Enthesitis

Most of the mechanical problems, postural problems, and diseases that cause enthesitis have no easy cure or treatment, other than medications and injections available to manage the stiffness and pain. Enthesitis is inflammation of the enthuses, the location where the ligaments or tendons insertion into the bone. The result of inflammation to these areas may be pain and stiffness, and eventually cause calcification in these areas and excess bone growth. Usually, the cause of Enthesitis will not be linked back to one specific disease or injury or nutritional deficiency. On the other hand, there are some factors that may put people more at risk for this condition, including age, gender, and genetic predisposition. In the case of Diffuse Idiopathic skeletal Hypertosis (DISH) older men are more likely to develop this disease.

Symptoms of Enthesitis may vary from person to person and based on the cause of the condition. Some people may feel stiffness around the affected specific structures but little pain. Other people may experience stiffness, tenderness, as well as pain. Cause. There is no one cause for Enthesitis, though there are some risk factors associated with Enthesitis conditions such as idiopathic skeletal hyperostosis. Men 50 and older are more likely to develop DISH, as well as people with obesity, hyperinsulinemia, and type 2 Diabetes. Long term use of certain medications may predispose a person to Enthesitis and other spondyloarthropathies (arthritis of the spine) such as idiopathic skeletal hyperostosis. Long term use of isotretinoin (e.g. Sotret, Claravis, Amnesteem, Accutane) may predispose people for DISH. Isotretinoin is a synthetic substance similar to Vitamin A that is used to treat severe acne. It is currently unknown whether a diet high in natural vitamin A would predispose a person to and Enthesitis condition.



Treatment. The treatment gives to those suffering from Enthesitis may depend of the severity of symptoms. For DISH patients suffering from stiffness or tenderness, no medication or treatment would be prescribed. For individuals suffering from DISH, the physician may recommend NSAIDs , acetaminophen, or ibuprofen for mild to moderate pain, and corticosteroid injections for people suffering from moderate to severe pain. Medications and steroid injections are used to pain. Physical therapy is often used to treat stiffness associated with Enthesitis. Physical therapy may increase your range of motion in stiff joints responsible for movement. Ask your physician about what specific exercises or activities you can do to treat your stiff joints. Your doctor may refer you to a physical therapist, or encourage you to do low impact exercises such as swimming, yoga, or walking.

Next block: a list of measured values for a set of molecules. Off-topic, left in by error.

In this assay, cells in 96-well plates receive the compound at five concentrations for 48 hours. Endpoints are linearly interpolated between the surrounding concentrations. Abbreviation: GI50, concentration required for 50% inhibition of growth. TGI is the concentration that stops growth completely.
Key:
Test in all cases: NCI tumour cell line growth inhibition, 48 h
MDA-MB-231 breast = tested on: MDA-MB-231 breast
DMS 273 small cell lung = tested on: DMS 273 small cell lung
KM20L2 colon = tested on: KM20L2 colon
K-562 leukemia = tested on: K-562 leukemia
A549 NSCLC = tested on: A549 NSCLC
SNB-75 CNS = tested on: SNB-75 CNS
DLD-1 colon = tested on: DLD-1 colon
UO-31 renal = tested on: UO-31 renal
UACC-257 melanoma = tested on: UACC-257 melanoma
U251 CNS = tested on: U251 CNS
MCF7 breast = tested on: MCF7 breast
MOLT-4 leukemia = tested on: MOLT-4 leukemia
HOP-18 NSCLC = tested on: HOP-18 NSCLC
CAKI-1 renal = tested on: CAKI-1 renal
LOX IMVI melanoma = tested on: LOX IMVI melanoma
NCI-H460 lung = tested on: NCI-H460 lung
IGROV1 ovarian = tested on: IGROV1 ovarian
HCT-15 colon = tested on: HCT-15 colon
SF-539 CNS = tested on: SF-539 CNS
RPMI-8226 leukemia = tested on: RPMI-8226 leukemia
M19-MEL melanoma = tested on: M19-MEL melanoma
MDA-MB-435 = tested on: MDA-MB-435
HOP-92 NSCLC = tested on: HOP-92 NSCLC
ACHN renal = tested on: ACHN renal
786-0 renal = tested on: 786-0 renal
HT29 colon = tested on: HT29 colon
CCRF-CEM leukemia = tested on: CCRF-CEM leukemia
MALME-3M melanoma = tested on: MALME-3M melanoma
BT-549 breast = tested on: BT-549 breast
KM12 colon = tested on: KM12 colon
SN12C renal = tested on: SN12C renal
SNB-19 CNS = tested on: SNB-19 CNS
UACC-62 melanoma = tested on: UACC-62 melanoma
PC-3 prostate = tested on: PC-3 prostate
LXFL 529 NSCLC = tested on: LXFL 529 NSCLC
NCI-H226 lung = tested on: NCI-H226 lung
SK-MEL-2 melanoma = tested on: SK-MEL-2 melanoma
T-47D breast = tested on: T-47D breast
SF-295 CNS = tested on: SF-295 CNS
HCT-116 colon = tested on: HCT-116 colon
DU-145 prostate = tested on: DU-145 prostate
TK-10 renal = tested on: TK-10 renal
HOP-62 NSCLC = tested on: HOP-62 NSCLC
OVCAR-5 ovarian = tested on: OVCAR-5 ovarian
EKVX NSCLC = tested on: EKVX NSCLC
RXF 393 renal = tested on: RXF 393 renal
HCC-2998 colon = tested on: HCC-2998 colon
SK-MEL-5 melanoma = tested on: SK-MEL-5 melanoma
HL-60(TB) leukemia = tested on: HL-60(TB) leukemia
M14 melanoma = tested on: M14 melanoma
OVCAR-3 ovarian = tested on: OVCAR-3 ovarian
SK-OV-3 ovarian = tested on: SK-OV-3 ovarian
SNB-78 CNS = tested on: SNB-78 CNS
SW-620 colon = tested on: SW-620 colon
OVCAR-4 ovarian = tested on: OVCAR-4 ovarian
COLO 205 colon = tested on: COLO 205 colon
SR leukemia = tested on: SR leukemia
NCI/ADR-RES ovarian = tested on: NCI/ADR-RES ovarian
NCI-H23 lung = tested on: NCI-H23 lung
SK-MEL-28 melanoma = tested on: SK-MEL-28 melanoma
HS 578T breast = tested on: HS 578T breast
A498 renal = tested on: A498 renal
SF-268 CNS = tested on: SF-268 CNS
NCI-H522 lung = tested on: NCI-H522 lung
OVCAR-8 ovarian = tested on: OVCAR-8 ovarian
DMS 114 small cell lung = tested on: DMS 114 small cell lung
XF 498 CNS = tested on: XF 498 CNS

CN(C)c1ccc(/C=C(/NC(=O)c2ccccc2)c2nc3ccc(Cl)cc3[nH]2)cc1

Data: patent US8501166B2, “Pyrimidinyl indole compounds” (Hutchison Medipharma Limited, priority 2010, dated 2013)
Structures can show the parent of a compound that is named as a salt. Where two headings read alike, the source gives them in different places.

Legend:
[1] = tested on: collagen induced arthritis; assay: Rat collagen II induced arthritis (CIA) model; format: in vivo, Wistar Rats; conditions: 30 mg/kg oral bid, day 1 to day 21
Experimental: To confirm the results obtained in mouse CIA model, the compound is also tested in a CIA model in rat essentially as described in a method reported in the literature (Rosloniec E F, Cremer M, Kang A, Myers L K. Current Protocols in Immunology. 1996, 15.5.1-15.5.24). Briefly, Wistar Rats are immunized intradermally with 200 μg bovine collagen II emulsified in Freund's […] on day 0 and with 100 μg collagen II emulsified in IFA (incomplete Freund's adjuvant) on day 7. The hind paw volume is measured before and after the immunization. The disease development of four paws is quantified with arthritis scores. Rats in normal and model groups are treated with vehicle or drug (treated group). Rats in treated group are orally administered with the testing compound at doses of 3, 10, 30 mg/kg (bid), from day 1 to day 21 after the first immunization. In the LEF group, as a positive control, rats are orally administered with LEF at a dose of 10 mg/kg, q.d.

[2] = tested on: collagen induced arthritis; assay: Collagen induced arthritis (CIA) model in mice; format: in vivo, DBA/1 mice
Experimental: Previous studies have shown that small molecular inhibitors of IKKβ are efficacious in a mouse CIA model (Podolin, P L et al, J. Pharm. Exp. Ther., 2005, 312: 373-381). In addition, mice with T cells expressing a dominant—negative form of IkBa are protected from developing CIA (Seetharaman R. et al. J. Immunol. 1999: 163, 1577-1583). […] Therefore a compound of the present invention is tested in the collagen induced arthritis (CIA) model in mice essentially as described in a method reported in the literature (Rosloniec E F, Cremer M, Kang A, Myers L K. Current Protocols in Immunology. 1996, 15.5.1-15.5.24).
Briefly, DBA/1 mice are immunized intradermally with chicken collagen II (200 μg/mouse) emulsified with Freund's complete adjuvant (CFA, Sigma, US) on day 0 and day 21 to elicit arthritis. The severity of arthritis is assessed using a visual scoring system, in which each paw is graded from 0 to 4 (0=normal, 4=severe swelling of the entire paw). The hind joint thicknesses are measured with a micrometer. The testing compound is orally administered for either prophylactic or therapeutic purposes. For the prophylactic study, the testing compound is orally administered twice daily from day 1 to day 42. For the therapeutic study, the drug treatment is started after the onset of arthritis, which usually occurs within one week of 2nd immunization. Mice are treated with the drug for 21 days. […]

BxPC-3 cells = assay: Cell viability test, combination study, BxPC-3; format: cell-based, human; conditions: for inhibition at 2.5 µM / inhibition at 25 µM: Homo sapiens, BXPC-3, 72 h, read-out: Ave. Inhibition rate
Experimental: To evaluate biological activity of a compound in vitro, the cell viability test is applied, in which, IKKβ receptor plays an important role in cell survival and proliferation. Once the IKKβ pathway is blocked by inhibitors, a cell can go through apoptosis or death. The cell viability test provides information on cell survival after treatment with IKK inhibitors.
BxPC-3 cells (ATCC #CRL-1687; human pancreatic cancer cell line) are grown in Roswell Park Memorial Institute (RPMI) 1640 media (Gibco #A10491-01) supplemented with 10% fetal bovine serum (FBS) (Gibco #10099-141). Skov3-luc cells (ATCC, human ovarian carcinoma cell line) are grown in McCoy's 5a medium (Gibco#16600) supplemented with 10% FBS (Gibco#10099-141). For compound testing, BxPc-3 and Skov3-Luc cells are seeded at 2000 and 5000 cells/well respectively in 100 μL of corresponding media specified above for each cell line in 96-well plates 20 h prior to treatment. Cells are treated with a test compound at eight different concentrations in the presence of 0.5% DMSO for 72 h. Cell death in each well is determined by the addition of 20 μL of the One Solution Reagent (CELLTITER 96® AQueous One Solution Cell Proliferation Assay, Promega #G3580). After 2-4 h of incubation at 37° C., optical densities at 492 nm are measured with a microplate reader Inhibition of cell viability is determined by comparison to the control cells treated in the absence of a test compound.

Surgery. Though Enthesitis may cause some pain and diminished mobility, it will usually be a condition that you can live with if you follow a healthy program of diet and exercise, as well as some pain medications such as nonsteroidal anti-inflammatory drugs. Though in some cases, the pain levels may be too high, or the patient may have lost too much mobility to function comfortably. In either of these two instances, surgery may be appropriate. People who experience dysphagia (painful or difficult swallowing) as a result of bone spurs in the neck may need surgery to remove these bone spurs. If the amount of bone thickening or calcification on the spinal bones actually causes pressure on the spinal cord itself, the patient will need surgery to protect the spinal cord.